Planning multiple dependencies in sentence production

Shota Momma*, Masaya Yoshida

*Corresponding author for this work

Research output: Contribution to journalArticlepeer-review

1 Scopus citations


One of the defining properties of human language is the abundance of potentially unbounded dependencies between elements in a sentence. And yet, how speakers formulate dependencies in sentence production is still poorly understood. Here we examine the timing of verb planning in sentences involving across-the-board and parasitic gap constructions. Using a new task we call the Sentence-Word Interference task, we show that speakers plan the verb of a secondary clause before sentence onset, but selectively when producing across-the-board sentences and not when producing parasitic gap sentences. Based on this timing contrast, we argue that speakers plan verbs predominantly before the production of their dependents, but only when verbs and their dependents engage in both conceptual and direct syntactic relationships. More broadly, the current study suggests that sentence planning is constrained by syntactic relationships that are not reducible to conceptual relationships or to surface word order.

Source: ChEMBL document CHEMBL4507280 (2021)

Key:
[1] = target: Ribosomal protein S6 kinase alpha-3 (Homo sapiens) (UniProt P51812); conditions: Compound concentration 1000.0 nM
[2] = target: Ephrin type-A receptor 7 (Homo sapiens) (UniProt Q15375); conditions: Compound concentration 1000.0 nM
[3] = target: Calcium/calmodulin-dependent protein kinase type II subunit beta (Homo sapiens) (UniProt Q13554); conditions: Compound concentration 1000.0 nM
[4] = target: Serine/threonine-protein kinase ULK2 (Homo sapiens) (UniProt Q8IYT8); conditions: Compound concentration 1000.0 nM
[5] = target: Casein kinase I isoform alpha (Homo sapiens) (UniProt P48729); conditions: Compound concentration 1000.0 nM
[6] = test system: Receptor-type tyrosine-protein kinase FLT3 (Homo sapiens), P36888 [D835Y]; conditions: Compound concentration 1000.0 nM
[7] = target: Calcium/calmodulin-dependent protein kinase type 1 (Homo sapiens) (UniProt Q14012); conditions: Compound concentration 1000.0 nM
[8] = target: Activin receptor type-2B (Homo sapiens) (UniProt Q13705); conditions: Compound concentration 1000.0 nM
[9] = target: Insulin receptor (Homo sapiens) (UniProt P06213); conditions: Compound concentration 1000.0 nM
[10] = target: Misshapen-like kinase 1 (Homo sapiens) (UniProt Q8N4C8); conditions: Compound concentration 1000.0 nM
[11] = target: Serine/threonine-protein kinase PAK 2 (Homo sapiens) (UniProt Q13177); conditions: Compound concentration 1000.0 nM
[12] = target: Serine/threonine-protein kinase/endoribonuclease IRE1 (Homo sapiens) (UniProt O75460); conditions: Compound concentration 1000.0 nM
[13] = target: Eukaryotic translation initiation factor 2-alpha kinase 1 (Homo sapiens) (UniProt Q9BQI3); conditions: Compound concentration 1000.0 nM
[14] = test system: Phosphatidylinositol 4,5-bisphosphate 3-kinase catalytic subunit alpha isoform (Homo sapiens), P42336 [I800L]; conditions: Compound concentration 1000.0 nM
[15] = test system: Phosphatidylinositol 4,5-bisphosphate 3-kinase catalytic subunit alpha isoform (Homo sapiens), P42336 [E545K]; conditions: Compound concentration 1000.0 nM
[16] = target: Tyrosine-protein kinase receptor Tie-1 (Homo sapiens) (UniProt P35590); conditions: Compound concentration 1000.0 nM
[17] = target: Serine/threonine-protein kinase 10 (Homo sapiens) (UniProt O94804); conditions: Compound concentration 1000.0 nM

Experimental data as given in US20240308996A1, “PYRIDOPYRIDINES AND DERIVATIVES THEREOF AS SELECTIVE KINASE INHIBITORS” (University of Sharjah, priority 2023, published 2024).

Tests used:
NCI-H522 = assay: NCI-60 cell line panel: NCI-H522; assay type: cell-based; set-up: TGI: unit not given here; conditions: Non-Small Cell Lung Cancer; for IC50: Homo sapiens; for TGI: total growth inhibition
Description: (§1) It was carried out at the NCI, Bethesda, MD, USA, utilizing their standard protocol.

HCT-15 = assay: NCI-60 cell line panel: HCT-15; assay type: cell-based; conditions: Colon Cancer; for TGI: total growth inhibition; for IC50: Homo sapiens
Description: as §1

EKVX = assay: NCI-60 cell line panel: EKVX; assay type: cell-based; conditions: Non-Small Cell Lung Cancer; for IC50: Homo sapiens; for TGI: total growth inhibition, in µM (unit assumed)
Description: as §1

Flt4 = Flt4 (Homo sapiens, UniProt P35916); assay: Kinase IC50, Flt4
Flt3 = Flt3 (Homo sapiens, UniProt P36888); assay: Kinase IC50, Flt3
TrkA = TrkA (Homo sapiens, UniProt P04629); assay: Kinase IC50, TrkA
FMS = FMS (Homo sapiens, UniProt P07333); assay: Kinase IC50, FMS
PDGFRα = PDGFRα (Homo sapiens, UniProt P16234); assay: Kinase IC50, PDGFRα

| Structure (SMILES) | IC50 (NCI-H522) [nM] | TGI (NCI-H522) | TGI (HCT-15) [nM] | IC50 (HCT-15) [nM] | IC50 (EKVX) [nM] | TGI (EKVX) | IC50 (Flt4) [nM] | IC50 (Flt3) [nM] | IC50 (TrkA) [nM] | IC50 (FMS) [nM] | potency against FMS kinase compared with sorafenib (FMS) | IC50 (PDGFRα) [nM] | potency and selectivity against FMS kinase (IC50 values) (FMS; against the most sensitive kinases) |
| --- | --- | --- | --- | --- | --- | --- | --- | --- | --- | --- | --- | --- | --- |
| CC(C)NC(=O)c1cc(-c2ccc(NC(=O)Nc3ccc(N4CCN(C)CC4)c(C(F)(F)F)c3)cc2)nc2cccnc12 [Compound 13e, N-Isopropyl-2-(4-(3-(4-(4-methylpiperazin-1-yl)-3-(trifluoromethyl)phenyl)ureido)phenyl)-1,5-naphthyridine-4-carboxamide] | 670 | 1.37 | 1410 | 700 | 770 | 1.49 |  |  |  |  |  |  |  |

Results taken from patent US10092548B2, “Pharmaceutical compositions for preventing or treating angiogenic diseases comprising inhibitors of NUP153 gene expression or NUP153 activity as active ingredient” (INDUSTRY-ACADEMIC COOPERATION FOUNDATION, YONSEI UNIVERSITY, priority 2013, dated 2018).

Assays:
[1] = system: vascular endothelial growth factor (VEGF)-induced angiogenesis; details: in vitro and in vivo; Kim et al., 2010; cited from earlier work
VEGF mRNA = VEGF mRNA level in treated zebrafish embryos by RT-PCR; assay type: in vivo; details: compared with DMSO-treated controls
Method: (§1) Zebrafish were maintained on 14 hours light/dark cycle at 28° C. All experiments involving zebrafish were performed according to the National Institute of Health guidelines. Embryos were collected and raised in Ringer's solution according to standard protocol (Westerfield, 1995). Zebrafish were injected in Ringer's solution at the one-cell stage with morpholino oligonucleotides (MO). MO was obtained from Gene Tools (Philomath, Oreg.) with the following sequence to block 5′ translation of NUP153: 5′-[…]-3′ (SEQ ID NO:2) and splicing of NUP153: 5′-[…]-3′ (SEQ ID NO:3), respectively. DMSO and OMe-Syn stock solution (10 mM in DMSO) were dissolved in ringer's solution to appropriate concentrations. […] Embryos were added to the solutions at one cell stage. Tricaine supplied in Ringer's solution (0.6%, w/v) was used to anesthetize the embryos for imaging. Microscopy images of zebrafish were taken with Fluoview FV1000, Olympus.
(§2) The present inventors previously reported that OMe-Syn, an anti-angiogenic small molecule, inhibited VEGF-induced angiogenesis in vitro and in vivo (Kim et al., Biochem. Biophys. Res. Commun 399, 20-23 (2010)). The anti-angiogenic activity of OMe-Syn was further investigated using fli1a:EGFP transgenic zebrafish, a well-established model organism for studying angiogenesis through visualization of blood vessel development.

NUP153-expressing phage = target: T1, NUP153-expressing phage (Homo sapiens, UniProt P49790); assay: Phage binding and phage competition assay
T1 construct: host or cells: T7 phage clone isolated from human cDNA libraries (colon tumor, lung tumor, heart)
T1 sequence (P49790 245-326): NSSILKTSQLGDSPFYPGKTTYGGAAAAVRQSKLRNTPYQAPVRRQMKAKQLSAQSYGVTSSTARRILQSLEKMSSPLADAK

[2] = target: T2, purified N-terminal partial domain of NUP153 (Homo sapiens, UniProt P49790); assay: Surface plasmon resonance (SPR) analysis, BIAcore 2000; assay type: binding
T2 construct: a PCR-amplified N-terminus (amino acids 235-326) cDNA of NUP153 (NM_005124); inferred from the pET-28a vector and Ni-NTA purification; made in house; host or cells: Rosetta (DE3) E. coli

Original languageEnglish (US)
JournalLanguage, Cognition and Neuroscience
StateAccepted/In press - 2023


  • Across-the-board extraction
  • Parasitic gaps
  • Sentence production
  • Sentence-word interference
  • Syntax

ASJC Scopus subject areas

  • Language and Linguistics
  • Experimental and Cognitive Psychology
  • Linguistics and Language
  • Cognitive Neuroscience


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